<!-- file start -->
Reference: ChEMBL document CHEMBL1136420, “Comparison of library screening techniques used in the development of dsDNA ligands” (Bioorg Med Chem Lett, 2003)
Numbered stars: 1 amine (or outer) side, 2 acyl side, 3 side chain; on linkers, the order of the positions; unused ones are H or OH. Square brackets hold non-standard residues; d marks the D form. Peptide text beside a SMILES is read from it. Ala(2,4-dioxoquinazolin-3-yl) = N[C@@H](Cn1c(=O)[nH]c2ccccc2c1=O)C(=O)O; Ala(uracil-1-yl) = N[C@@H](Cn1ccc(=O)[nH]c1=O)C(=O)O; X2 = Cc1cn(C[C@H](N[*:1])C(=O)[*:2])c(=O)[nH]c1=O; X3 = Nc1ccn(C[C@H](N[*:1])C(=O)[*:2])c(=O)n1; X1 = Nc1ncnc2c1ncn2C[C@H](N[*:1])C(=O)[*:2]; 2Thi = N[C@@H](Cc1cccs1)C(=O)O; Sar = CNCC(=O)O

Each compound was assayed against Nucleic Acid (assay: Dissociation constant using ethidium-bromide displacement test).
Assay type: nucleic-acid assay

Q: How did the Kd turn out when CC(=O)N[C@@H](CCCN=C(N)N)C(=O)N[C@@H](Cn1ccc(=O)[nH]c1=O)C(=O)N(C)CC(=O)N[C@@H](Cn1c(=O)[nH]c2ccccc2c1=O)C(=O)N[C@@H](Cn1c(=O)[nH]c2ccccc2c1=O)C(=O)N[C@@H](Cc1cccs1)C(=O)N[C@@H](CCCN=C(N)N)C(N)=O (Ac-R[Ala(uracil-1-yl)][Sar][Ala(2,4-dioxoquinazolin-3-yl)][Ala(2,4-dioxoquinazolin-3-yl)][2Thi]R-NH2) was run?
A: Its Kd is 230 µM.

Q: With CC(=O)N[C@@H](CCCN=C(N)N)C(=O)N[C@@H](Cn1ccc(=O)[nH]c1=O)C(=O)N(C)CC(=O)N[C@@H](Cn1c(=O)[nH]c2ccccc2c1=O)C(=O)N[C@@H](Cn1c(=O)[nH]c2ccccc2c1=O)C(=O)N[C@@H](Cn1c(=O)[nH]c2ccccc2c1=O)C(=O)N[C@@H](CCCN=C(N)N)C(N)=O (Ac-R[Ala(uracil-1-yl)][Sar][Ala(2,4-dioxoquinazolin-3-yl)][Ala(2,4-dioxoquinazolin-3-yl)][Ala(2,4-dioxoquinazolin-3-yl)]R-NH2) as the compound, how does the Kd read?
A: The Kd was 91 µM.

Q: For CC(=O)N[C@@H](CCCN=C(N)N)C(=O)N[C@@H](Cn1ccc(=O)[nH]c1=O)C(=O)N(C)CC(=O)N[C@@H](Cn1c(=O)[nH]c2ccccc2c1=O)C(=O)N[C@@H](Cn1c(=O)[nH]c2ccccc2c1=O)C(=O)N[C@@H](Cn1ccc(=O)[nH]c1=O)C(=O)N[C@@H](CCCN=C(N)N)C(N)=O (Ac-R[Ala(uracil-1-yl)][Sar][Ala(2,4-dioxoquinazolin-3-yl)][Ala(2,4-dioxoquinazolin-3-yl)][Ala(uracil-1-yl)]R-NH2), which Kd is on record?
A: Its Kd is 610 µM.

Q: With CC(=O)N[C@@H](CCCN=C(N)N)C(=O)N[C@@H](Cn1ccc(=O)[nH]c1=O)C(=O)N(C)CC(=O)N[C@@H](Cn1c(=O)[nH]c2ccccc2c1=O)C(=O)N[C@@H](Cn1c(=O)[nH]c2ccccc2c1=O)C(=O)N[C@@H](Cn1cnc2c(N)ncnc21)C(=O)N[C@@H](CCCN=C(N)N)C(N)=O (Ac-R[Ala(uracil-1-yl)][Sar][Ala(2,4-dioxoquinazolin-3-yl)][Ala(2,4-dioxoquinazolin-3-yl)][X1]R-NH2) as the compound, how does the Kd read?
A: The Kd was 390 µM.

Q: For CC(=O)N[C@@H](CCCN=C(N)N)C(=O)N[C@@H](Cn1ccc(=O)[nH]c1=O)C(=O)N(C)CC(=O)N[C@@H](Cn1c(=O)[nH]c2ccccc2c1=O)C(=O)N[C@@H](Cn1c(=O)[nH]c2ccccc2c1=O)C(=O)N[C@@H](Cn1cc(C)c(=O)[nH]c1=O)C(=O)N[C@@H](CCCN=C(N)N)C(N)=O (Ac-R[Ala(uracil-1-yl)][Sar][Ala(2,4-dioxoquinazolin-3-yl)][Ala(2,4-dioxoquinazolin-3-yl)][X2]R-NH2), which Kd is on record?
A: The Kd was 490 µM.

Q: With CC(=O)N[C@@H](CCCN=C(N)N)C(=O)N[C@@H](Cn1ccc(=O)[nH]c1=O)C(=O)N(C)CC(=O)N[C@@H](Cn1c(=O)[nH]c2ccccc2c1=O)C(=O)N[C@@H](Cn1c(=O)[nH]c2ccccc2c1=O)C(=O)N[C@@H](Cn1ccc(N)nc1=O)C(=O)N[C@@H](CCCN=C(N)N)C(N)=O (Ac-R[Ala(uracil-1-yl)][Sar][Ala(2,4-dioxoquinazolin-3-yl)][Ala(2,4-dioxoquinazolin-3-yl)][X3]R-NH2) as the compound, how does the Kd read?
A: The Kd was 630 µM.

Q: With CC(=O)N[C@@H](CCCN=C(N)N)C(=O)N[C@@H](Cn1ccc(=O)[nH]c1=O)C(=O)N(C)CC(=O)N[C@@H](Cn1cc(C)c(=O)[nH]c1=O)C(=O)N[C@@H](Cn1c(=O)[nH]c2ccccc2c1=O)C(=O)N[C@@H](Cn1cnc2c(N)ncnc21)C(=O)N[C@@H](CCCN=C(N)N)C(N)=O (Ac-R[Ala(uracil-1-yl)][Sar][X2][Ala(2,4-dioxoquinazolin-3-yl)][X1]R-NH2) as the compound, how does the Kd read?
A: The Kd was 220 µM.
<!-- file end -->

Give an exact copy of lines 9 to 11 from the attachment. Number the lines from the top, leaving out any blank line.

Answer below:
Q: For CC(=O)N[C@@H](CCCN=C(N)N)C(=O)N[C@@H](Cn1ccc(=O)[nH]c1=O)C(=O)N(C)CC(=O)N[C@@H](Cn1c(=O)[nH]c2ccccc2c1=O)C(=O)N[C@@H](Cn1c(=O)[nH]c2ccccc2c1=O)C(=O)N[C@@H](Cn1ccc(=O)[nH]c1=O)C(=O)N[C@@H](CCCN=C(N)N)C(N)=O (Ac-R[Ala(uracil-1-yl)][Sar][Ala(2,4-dioxoquinazolin-3-yl)][Ala(2,4-dioxoquinazolin-3-yl)][Ala(uracil-1-yl)]R-NH2), which Kd is on record?
A: Its Kd is 610 µM.

Q: With CC(=O)N[C@@H](CCCN=C(N)N)C(=O)N[C@@H](Cn1ccc(=O)[nH]c1=O)C(=O)N(C)CC(=O)N[C@@H](Cn1c(=O)[nH]c2ccccc2c1=O)C(=O)N[C@@H](Cn1c(=O)[nH]c2ccccc2c1=O)C(=O)N[C@@H](Cn1cnc2c(N)ncnc21)C(=O)N[C@@H](CCCN=C(N)N)C(N)=O (Ac-R[Ala(uracil-1-yl)][Sar][Ala(2,4-dioxoquinazolin-3-yl)][Ala(2,4-dioxoquinazolin-3-yl)][X1]R-NH2) as the compound, how does the Kd read?